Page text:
How to Iron a Dress Shirt Like a Professional
Why pay to have your dress shirts pressed when you can DIY? We’ll show you step by step how to iron your dress shirts like a professional. Watch the video or read the instructions below. You’ll be feeling like an ironing pro in no time.
Starch is the key to getting the clean, crisp finish of a professionally pressed shirt. You can use a basic starch like Niagara Original on the entire shirt, or switch to heavy starch on the collar and sleeve cuffs.
Using starch is easy. Simply shake the can and then tilt it slightly, holding it about 6 – 10 inches from the shirt. A light spray is all you need. If you’re ironing a synthetic fabric, give the starch a minute to set in before ironing. Use a medium-to-low heat setting and make sure your heat setting is compatible with your fabric content as well.
Starch and press across the inside of the collar from tip to tip. Flip the shirt over and do the same thing to the outside of the collar.
While you’re here, starch and press the yoke of the shirt, the area just below the collar.
Next, unbutton one of the cuffs and lay it flat on the ironing board. Starch and press from edge to edge without ironing over the buttons. Flip the cuff over like you did the collar and repeat the process. Do this for both cuffs.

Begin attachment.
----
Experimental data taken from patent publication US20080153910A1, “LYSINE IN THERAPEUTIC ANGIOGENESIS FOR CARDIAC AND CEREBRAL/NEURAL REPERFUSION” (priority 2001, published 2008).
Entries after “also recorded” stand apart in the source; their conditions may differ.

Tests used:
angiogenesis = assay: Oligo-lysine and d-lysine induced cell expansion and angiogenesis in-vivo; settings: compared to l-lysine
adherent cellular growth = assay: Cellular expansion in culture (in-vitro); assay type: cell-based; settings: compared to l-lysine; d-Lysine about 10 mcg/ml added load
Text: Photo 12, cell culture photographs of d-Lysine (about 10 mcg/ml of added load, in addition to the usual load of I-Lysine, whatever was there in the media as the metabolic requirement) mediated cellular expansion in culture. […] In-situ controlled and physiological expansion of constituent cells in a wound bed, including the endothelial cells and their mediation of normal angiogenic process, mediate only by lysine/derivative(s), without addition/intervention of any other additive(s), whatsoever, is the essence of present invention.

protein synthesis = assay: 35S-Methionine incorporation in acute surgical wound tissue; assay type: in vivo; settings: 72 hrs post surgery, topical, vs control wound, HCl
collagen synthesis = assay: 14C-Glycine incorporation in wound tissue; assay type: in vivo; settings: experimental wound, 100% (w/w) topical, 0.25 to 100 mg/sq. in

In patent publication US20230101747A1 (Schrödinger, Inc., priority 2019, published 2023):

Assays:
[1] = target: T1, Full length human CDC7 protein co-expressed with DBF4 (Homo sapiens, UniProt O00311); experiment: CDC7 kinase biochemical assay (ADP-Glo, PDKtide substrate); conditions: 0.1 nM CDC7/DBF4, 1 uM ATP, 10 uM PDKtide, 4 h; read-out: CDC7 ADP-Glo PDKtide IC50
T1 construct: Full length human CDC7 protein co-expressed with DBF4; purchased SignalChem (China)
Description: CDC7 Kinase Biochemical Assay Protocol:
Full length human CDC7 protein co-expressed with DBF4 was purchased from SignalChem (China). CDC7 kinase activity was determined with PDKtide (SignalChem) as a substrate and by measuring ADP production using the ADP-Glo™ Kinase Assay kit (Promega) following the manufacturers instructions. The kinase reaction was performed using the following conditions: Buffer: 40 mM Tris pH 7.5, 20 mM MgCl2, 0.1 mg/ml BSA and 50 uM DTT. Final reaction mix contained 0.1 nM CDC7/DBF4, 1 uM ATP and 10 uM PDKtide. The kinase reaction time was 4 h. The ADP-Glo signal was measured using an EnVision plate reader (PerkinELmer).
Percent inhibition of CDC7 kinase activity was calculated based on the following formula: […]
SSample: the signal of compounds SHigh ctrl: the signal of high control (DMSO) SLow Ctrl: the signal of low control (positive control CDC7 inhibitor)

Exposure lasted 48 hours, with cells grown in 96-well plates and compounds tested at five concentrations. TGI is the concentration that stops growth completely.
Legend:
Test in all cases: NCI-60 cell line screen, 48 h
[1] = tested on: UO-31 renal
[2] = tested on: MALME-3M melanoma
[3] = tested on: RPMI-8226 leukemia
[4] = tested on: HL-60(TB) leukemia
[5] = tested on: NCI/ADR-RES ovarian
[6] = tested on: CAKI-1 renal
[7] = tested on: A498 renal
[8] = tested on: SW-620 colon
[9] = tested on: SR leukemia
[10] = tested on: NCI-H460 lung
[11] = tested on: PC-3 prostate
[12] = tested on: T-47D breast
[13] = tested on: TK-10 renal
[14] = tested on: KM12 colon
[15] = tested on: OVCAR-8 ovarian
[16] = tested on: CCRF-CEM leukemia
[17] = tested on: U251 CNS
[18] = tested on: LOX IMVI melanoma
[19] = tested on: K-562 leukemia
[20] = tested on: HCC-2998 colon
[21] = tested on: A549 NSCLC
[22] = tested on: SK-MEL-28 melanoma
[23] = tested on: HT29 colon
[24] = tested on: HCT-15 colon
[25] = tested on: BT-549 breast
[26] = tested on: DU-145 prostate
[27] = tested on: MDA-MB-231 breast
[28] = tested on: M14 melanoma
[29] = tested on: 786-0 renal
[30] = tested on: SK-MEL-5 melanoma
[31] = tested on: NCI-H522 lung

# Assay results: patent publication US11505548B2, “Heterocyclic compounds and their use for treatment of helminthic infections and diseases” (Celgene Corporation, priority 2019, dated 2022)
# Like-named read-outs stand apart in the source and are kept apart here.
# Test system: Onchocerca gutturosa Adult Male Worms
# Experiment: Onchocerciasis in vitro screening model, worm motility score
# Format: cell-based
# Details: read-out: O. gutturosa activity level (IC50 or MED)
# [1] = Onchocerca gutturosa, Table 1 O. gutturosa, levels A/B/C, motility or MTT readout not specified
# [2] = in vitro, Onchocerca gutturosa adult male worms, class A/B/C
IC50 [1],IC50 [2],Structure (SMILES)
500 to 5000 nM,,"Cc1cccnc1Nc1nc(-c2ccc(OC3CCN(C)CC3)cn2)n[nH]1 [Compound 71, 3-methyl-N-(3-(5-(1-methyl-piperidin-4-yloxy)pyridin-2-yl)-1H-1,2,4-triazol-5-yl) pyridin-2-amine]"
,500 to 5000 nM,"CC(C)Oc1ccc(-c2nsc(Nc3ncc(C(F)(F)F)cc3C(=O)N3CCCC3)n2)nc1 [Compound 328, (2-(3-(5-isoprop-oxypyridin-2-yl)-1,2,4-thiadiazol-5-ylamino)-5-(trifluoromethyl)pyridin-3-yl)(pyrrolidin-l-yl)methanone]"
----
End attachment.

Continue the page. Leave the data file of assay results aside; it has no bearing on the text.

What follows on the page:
The sleeves are the trickiest part since you’ll have to iron through two layers of fabric. Make sure both layers are smoothed out before starching and pressing. The seam should run along the bottom of the sleeve, not the middle.
Want a traditional creased sleeve? Press the top edge of the sleeve as you work your way down. To avoid a crease, just avoid ironing the outside edge of the sleeve.
For the back of the shirt, open it up and lay the shoulders over the square edge of the ironing board. Spray with starch and work your way slowly from the top of the shirt down to the bottom.
For the front, start with the side that has buttons. Spray with starch, then carefully press between each set of buttons. Again, never iron directly over a button. Slowly work your way from top to bottom.
On the other side of the shirt, make sure to iron the front and the back of the button hole placket.
If you’re not wearing the shirt right away, hang it up to preserve your handy work until you’re ready to wear it. We hope you found this how-to helpful, and don’t forget to check out our other ideas and tips for stepping up your ironing game.